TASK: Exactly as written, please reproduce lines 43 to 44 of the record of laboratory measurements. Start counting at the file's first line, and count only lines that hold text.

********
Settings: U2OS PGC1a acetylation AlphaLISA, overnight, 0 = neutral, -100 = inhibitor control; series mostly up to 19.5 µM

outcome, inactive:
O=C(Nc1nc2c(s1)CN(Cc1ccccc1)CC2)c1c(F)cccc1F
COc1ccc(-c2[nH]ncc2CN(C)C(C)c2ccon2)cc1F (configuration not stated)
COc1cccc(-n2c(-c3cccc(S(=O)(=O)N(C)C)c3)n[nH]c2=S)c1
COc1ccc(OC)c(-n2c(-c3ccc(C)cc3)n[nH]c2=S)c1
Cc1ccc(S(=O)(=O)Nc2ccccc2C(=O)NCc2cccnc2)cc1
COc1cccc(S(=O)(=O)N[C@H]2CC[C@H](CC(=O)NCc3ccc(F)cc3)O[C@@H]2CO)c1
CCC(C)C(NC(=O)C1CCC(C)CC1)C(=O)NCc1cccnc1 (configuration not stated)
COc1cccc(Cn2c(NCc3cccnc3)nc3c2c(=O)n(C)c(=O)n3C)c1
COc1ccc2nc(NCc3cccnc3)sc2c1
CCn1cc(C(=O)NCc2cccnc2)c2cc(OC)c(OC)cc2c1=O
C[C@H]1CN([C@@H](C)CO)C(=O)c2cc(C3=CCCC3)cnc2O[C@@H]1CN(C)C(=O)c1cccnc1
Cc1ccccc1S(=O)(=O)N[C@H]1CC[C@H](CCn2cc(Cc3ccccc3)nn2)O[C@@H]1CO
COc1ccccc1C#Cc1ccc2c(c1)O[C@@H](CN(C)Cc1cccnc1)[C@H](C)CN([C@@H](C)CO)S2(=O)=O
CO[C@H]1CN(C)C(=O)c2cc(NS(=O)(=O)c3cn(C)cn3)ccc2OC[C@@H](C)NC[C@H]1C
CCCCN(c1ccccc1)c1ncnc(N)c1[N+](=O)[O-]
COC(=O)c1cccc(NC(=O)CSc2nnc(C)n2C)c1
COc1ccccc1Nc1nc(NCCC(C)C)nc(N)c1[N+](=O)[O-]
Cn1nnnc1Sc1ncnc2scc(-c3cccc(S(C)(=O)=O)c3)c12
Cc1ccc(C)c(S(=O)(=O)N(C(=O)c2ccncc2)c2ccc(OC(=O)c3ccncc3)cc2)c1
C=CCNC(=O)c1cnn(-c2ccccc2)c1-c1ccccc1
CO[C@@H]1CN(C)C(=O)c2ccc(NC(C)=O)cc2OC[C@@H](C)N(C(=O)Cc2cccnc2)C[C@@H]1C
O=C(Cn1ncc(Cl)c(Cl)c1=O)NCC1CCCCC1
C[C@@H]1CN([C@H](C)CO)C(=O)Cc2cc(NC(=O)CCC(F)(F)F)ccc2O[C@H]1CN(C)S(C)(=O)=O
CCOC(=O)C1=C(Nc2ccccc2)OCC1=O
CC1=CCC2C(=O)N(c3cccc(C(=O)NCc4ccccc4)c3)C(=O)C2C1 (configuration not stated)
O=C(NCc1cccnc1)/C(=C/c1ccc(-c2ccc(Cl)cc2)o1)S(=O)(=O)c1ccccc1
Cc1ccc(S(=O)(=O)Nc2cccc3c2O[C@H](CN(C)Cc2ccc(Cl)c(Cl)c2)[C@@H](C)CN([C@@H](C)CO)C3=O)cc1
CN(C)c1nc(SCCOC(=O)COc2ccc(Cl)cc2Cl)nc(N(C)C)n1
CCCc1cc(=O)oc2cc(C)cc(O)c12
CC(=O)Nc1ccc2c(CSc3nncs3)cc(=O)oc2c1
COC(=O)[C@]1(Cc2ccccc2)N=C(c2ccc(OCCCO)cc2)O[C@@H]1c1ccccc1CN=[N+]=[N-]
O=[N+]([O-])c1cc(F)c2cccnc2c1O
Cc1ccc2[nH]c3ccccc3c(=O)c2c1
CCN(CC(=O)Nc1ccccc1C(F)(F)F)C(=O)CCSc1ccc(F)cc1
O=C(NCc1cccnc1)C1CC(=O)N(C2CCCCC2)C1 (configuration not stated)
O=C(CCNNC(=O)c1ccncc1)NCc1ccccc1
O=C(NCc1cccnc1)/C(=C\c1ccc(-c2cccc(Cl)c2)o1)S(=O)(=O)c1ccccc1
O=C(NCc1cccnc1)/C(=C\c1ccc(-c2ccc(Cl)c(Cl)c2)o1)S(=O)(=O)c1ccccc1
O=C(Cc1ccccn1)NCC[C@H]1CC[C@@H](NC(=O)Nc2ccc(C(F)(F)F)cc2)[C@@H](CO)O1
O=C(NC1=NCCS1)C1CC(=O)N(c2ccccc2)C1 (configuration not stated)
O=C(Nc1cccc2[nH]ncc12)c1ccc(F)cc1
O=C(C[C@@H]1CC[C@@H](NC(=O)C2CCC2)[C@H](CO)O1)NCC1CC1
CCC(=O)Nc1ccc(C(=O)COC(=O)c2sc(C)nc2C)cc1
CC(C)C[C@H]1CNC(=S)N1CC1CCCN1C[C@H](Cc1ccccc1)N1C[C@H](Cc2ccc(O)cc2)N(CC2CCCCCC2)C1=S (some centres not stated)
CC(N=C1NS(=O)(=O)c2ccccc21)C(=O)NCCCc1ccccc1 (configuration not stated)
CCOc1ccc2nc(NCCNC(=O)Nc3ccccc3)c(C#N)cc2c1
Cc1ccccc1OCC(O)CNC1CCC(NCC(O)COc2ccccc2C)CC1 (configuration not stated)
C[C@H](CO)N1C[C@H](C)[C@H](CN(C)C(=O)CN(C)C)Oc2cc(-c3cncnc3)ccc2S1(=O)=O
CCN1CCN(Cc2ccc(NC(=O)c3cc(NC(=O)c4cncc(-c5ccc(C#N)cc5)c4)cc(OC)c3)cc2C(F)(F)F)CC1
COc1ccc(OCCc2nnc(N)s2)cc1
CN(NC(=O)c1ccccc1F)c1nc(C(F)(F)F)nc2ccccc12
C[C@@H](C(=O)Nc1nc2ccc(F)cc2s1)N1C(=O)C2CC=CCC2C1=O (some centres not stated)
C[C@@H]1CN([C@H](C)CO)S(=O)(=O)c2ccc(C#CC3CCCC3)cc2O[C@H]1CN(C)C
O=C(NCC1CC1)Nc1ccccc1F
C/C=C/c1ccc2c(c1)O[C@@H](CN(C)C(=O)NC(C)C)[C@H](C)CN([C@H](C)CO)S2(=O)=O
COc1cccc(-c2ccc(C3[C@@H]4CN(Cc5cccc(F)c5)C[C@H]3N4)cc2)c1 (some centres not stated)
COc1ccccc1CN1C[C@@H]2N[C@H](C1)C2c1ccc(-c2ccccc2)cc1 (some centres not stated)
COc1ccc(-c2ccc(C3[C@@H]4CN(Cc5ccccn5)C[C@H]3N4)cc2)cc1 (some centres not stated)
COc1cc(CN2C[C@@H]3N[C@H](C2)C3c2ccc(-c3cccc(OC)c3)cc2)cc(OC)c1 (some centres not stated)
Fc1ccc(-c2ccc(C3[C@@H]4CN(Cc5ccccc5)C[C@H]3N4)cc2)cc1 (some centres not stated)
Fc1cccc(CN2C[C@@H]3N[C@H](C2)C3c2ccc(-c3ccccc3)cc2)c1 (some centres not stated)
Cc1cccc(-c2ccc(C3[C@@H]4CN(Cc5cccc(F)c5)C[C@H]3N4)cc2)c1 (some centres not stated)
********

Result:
O=C(Nc1cccc2[nH]ncc12)c1ccc(F)cc1
O=C(C[C@@H]1CC[C@@H](NC(=O)C2CCC2)[C@H](CO)O1)NCC1CC1